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Priorities for research on family planning impact: recommendations of a WHO Think Tank meeting
  1. Moazzam Ali1,
  2. James Kiarie1 and
  3. Iqbal Shah2
  1. 1Department of Sexual and Reproductive Health and Research, World Health Organization, Geneve, Switzerland
  2. 2Global Health and Population, Harvard University T H Chan School of Public Health, Boston, Massachusetts, USA
  1. Correspondence to Dr Moazzam Ali; alimoa{at}

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Contraception, a novelty in the 1960s when less than 10% of couples in developing regions1 were using a method has now become a norm in much of the world. In 2023, global contraceptive prevalence of any method was estimated at 65% and of modern methods at 59%.2 With an estimated 748 million women using a modern method,2 no other modern technology has been used voluntarily by so many people. US Centers for Disease Control has included family planning among the 10 great public health achievements of the 20th century.3 Yet, close to one in five women continue to have an unmet need for family planning in 20232 and 40% of users discontinue use within 12 months of contraceptive adoption.4

WHO commissioned systematic reviews to synthesise the evidence on the impact of family planning on health and empowerment of women. A Think Tank meeting was held from 23 to 24 February 2023 to review the evidence and to identify gaps in knowledge. Thirty-four international experts and staff of partner agencies attended the meeting. This commentary highlights knowledge and research gaps that emerged from deliberations at the meeting. We present these gaps under two main sections: (1) knowledge gaps and future research; and (2) aspects on improving methodologies and interpretation of results.

Knowledge gaps and future research

Understanding uptake and continuation of contraceptive use

While levels of contraceptive prevalence have reached over 50% in many countries, prevalence among married or in-union women continues to be <20% in 19 countries mostly in Africa.5 An important priority is thus to understand the barriers to low contraceptive use and high unmet need in order to formulate evidence-based focused efforts to meet existing demand for contraception.6

The health benefits of contraception can wither away when discontinuation of contraceptive use is high. Side-effects and health concerns (such as infertility) are the main reported reasons for discontinuation and non-use; however, there is little understanding of how experience of side-effects of different methods impact continuation. The group suggested a longitudinal study, preferably in some demographic surveillance sites, following up users, by method, non-users, adopters and discontinuers and examine symptoms and complications among users and non-users, by specific contraceptive methods. The analysis can quantify and compare both medically defined and users-defined side-effects. Methods associated with documented high medical side-effects would need concerted efforts of further refinement through research and development.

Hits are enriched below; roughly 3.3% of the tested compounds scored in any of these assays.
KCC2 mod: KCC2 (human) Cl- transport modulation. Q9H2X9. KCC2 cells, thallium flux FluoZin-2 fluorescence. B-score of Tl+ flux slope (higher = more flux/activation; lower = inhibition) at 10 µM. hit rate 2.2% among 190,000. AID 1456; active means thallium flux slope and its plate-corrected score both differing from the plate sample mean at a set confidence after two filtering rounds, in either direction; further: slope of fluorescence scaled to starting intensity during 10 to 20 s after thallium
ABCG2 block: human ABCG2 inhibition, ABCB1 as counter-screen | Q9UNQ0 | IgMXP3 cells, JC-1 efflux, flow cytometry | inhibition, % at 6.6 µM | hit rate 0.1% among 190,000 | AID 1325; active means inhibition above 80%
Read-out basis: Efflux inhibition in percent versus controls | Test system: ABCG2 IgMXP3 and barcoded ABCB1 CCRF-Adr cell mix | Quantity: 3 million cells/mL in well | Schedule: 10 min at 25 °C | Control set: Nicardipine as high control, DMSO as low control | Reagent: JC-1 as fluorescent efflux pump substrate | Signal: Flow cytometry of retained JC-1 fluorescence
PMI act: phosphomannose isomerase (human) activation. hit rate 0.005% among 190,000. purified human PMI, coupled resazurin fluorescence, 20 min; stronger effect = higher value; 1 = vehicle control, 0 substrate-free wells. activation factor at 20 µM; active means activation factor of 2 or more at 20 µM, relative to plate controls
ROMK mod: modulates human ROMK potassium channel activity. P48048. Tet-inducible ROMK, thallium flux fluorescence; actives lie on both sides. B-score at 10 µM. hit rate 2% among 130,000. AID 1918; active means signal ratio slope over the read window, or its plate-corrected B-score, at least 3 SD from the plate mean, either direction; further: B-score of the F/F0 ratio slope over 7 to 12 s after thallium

Studying the reasons for non-use among women with expressed need can be insightful both to address their concerns and also to design optimal women-centred interventions.

Challenges in service provision

Family planning providers influence the choice of method by the user.7 There is little information available on the method providers use, prefer or oppose. An interventional research with a focus on training family planning service providers to dispel their bias towards different methods to inform expansion of choice and method mix that is better suited to the needs and preferences of users can help identify remedial actions. Besides providers bias, policy-makers often decide on the allocation of funds, import and pricing of commodities and on matters related to supply and stockouts. Therefore, a similar study of the perspectives and use of contraceptives by policy-makers can reveal barriers to expanding the range of methods and facilitate addressing them.

The group suggests studying successful experience of antenatal care (ANC) interventions to inform family planning interventions in low contraceptive use settings. The use of ANC has risen rapidly and there may be lessons in the approaches used to promote ANC visits that can be applicable to promoting family planning.

The group also identified a number of knowledge gaps related to private sector, quality of care and use of national guidelines for family planning. In addition, the contraceptive and reproductive health needs of growing number of women in workforce are not well studied. The optimal approaches for counselling and provision of services to women in workforce need to be identified as these are likely to be different from women not in workforce who could be reached through community health workers or mobile clinics.